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A Caltech Library Repository Feedhttp://www.rssboard.org/rss-specificationpython-feedgenenFri, 08 Dec 2023 21:54:25 +0000Part I. Numerical experiments for the computation of invariant curves in dynamical systems. Part II. Numerical convergence results for a one-dimensional Stefan problem
https://resolver.caltech.edu/CaltechETD:etd-05092007-080826
Authors: Morlet, Anne Chantal
Year: 1990
DOI: 10.7907/nfr6-ca66
Part I
We derive a model equation for the linearized equation of an invariant curve for a Poincare map. We discretize the model equation with a second-order and third-order finite difference schemes, and with a cubic spline interpolation scheme. We also approximate the solution of the model equation with a truncated Fourier expansion. We derive error estimates for the second-order and third-order finite difference schemes and for the cubic spline interpolation scheme. We numerically implement the four schemes we consider and plot some error curves.
Part II
We show for a one-dimensional Stefan problem, that the numerical solution converges to the solution of the continuous equations in the limit of zero meshsize and timestep. We discretize the continuous equations with a second-order finite difference scheme in space and Crank-Nicholson scheme in time. We derive error equations and we use L2 estimates to bound the error in terms of the truncation errors of the finite difference scheme. We confirm the analysis with numerical computations. We numerically prove that we have fourth-order convergence in space if we discretize the partial differential equations with a fourth-order scheme in space.https://thesis.library.caltech.edu/id/eprint/1705Mathematical control theory for liquid chromatography
https://resolver.caltech.edu/CaltechTHESIS:09082011-113722649
Authors: Ammons, Richard Lewis Martin
Year: 1992
DOI: 10.7907/bneq-qh86
<p>A more comprehensive mathematical theory for liquid
chromatography is set forth, incorporating dynamical models for mixed solvents and solutes, and new mathematical models for adsorption, including adsorbent and exchange processes.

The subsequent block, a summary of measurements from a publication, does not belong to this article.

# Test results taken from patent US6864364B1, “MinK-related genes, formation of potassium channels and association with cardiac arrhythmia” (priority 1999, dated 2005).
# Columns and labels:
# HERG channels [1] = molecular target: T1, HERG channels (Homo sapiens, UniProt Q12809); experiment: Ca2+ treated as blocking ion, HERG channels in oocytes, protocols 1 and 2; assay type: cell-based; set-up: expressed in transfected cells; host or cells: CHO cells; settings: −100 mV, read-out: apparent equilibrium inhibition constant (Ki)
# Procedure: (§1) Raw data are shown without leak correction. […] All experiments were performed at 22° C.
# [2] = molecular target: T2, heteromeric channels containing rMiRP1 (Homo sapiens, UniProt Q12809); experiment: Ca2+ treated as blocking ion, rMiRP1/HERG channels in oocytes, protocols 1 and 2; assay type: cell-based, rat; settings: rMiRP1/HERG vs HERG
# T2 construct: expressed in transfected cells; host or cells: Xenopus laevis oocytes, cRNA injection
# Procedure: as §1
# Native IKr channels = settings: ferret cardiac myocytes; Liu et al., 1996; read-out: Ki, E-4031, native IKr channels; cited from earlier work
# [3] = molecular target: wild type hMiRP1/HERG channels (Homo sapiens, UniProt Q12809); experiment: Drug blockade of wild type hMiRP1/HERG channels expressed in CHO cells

The equations for solvent and solute are shown to possess unique solutions, using so-called energy methods. The solvent modulation of local velocity is found theoretically, as is solvent control of solute adsorption, diffusivity, and dispersion. The theory for solvent control of solute adsorption is found to be very accurate against experiment, and offers a useful method of treating normal phase, reversed phase, ion exchange, and ion pair liquid chromatography in a unified mathematical framework, under the name catalyzed adsorption. The long-recognised problem
of solvent localization is modelled, and the model shown to be consistent with experiment. Another classical problem, solvent demixing, is explained in terms of the nonlinear multicomponent solvent model, wherein solvent gradients steepen according to the adsorption and shock formation. Perturbation theory, based on a small packing number d_p/L « 1 (where d_p is substrate particle diameter, L is column length), is applied to the solvent-controlled pulsed solute dynamical equations. When moment techniques are used in conjunction with perturbation theory, very useful and simplified system control equations are obtained. These control equations are used in some model problems to discuss HETP (Height Equivalent to a Theoretical Plate) variations with Peclet number, with relative solvent concentration, and between solutes. Finally, numerical methods for the solvent and solute equations are discussed.</p>
https://thesis.library.caltech.edu/id/eprint/6655